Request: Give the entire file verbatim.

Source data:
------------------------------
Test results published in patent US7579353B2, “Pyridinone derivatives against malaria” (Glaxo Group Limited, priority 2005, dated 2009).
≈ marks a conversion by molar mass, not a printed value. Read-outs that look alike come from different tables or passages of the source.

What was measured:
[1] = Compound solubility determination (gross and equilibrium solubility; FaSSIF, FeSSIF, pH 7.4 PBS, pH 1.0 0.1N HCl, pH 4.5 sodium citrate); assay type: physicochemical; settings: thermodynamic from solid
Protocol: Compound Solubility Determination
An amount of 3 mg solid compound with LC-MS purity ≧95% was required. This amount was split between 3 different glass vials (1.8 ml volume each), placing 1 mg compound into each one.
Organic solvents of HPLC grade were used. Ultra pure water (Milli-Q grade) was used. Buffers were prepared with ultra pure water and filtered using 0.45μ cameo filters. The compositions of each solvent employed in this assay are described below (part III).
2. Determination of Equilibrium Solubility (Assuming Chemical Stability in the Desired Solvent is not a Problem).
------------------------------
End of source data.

Test results published in patent US7579353B2, “Pyridinone derivatives against malaria” (Glaxo Group Limited, priority 2005, dated 2009).
≈ marks a conversion by molar mass, not a printed value. Read-outs that look alike come from different tables or passages of the source.

What was measured:
[1] = Compound solubility determination (gross and equilibrium solubility; FaSSIF, FeSSIF, pH 7.4 PBS, pH 1.0 0.1N HCl, pH 4.5 sodium citrate); assay type: physicochemical; settings: thermodynamic from solid
Protocol: Compound Solubility Determination
An amount of 3 mg solid compound with LC-MS purity ≧95% was required. This amount was split between 3 different glass vials (1.8 ml volume each), placing 1 mg compound into each one.
Organic solvents of HPLC grade were used. Ultra pure water (Milli-Q grade) was used. Buffers were prepared with ultra pure water and filtered using 0.45μ cameo filters. The compositions of each solvent employed in this assay are described below (part III).
2. Determination of Equilibrium Solubility (Assuming Chemical Stability in the Desired Solvent is not a Problem).